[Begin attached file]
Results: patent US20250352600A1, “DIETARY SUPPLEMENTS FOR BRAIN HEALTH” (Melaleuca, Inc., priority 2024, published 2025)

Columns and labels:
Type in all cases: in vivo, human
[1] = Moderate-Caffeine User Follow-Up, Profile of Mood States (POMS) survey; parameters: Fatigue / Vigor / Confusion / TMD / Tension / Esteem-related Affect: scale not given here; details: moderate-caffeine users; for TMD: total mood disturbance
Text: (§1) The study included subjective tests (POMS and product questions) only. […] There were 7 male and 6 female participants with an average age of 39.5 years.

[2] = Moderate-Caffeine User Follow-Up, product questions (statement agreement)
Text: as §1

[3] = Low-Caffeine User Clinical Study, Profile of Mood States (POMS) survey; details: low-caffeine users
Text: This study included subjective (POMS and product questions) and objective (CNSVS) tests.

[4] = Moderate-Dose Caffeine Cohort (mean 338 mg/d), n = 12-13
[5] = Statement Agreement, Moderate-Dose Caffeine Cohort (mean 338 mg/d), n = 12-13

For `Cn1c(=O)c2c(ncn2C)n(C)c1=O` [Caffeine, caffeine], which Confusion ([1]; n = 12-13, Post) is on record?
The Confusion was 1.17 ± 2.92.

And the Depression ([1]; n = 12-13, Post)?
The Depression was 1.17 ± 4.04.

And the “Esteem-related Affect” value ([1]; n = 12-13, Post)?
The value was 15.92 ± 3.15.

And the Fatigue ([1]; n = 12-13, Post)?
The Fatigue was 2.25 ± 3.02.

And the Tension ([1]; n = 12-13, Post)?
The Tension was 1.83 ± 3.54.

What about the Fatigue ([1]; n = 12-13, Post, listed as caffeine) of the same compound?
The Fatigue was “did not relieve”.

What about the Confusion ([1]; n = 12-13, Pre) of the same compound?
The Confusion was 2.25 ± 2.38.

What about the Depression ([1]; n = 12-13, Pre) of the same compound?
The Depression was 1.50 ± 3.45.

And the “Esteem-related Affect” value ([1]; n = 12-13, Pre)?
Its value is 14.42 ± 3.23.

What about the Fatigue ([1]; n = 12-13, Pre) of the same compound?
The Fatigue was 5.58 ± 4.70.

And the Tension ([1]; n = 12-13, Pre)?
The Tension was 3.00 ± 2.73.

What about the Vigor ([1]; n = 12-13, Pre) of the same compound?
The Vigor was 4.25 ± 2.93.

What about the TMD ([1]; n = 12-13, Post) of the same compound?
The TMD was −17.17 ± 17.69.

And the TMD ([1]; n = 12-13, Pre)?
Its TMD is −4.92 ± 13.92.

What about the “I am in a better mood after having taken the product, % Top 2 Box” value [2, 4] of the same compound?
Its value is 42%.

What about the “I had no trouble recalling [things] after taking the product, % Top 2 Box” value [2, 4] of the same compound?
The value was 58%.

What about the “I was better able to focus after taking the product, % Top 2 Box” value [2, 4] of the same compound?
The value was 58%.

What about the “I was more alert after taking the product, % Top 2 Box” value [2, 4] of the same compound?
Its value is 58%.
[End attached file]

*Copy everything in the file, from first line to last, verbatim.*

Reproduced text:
Results: patent US20250352600A1, “DIETARY SUPPLEMENTS FOR BRAIN HEALTH” (Melaleuca, Inc., priority 2024, published 2025)

Columns and labels:
Type in all cases: in vivo, human
[1] = Moderate-Caffeine User Follow-Up, Profile of Mood States (POMS) survey; parameters: Fatigue / Vigor / Confusion / TMD / Tension / Esteem-related Affect: scale not given here; details: moderate-caffeine users; for TMD: total mood disturbance
Text: (§1) The study included subjective tests (POMS and product questions) only. […] There were 7 male and 6 female participants with an average age of 39.5 years.

[2] = Moderate-Caffeine User Follow-Up, product questions (statement agreement)
Text: as §1

[3] = Low-Caffeine User Clinical Study, Profile of Mood States (POMS) survey; details: low-caffeine users
Text: This study included subjective (POMS and product questions) and objective (CNSVS) tests.

[4] = Moderate-Dose Caffeine Cohort (mean 338 mg/d), n = 12-13
[5] = Statement Agreement, Moderate-Dose Caffeine Cohort (mean 338 mg/d), n = 12-13

For `Cn1c(=O)c2c(ncn2C)n(C)c1=O` [Caffeine, caffeine], which Confusion ([1]; n = 12-13, Post) is on record?
The Confusion was 1.17 ± 2.92.

And the Depression ([1]; n = 12-13, Post)?
The Depression was 1.17 ± 4.04.

And the “Esteem-related Affect” value ([1]; n = 12-13, Post)?
The value was 15.92 ± 3.15.

And the Fatigue ([1]; n = 12-13, Post)?
The Fatigue was 2.25 ± 3.02.

And the Tension ([1]; n = 12-13, Post)?
The Tension was 1.83 ± 3.54.

What about the Fatigue ([1]; n = 12-13, Post, listed as caffeine) of the same compound?
The Fatigue was “did not relieve”.

What about the Confusion ([1]; n = 12-13, Pre) of the same compound?
The Confusion was 2.25 ± 2.38.

What about the Depression ([1]; n = 12-13, Pre) of the same compound?
The Depression was 1.50 ± 3.45.

And the “Esteem-related Affect” value ([1]; n = 12-13, Pre)?
Its value is 14.42 ± 3.23.

What about the Fatigue ([1]; n = 12-13, Pre) of the same compound?
The Fatigue was 5.58 ± 4.70.

And the Tension ([1]; n = 12-13, Pre)?
The Tension was 3.00 ± 2.73.

What about the Vigor ([1]; n = 12-13, Pre) of the same compound?
The Vigor was 4.25 ± 2.93.

What about the TMD ([1]; n = 12-13, Post) of the same compound?
The TMD was −17.17 ± 17.69.

And the TMD ([1]; n = 12-13, Pre)?
Its TMD is −4.92 ± 13.92.

What about the “I am in a better mood after having taken the product, % Top 2 Box” value [2, 4] of the same compound?
Its value is 42%.

What about the “I had no trouble recalling [things] after taking the product, % Top 2 Box” value [2, 4] of the same compound?
The value was 58%.

What about the “I was better able to focus after taking the product, % Top 2 Box” value [2, 4] of the same compound?
The value was 58%.

What about the “I was more alert after taking the product, % Top 2 Box” value [2, 4] of the same compound?
Its value is 58%.